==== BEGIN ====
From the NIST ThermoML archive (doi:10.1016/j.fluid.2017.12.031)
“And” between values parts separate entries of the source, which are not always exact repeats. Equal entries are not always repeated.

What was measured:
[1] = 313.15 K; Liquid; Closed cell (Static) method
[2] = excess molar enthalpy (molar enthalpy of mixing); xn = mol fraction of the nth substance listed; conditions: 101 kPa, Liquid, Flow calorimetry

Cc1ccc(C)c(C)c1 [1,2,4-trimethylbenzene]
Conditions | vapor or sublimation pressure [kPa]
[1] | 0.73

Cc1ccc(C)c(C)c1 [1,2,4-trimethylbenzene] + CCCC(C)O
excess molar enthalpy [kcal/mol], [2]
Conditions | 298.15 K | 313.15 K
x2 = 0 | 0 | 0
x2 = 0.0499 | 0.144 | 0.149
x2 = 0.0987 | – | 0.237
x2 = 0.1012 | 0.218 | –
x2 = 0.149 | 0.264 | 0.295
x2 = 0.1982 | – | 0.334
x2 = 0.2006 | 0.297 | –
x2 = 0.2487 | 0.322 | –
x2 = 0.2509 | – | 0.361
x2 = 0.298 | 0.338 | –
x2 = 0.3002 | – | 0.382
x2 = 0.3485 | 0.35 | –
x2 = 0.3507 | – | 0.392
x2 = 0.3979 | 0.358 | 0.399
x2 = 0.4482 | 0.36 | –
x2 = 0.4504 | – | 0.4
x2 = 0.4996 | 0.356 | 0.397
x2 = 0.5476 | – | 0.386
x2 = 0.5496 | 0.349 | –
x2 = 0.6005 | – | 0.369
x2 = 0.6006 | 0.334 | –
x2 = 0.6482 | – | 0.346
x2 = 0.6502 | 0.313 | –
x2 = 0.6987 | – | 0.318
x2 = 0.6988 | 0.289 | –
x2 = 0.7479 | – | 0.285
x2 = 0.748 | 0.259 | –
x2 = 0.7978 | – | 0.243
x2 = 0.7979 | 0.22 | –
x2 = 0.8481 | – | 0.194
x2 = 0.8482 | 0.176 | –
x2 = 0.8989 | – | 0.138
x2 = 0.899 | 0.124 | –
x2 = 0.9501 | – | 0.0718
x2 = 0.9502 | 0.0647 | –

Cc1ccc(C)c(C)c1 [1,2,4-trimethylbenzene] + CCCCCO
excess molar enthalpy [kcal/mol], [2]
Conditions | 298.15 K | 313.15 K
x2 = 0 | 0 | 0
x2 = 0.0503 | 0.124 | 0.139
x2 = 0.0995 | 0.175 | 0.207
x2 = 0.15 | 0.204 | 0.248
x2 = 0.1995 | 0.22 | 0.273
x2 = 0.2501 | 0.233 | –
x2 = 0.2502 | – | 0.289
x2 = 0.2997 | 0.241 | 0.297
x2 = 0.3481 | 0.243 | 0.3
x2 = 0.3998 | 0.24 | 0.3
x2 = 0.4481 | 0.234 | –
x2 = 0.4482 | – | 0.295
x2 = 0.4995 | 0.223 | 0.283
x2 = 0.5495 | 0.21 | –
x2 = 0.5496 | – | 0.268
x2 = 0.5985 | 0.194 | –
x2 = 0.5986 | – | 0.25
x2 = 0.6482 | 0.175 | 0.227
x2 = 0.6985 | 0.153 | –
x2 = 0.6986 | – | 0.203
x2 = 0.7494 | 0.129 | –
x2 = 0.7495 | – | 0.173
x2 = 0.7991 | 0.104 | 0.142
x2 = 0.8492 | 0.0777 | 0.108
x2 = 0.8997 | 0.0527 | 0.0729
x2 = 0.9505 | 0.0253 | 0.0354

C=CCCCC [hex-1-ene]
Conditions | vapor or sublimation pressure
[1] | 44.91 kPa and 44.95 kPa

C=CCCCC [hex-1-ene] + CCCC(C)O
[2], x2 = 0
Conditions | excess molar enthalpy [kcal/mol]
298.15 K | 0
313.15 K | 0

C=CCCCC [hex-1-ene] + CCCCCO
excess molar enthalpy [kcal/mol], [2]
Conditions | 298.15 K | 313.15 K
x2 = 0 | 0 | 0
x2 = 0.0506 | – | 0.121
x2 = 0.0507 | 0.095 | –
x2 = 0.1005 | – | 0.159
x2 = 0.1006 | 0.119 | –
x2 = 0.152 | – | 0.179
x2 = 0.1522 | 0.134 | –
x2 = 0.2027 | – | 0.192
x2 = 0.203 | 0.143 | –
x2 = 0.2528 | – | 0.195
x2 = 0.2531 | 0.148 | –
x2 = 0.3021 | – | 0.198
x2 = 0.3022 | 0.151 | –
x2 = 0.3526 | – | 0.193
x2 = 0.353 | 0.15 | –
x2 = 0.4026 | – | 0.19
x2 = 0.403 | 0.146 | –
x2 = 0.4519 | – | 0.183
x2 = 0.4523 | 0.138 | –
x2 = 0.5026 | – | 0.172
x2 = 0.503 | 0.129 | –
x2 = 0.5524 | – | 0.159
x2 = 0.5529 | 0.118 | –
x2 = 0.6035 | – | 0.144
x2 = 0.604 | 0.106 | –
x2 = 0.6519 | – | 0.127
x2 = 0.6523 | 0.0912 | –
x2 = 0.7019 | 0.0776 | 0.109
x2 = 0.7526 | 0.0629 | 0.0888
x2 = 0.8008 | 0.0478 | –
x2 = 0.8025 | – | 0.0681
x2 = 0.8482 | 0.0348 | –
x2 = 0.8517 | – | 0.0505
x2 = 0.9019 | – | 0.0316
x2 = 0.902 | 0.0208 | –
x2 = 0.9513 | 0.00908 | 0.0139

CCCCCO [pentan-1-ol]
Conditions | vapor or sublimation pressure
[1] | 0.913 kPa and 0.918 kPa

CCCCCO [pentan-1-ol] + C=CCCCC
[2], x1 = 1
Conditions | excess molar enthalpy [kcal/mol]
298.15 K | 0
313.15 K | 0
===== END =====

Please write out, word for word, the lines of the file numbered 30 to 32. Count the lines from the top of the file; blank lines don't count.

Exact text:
x2 = 0.5496 | 0.349 | –
x2 = 0.6005 | – | 0.369
x2 = 0.6006 | 0.334 | –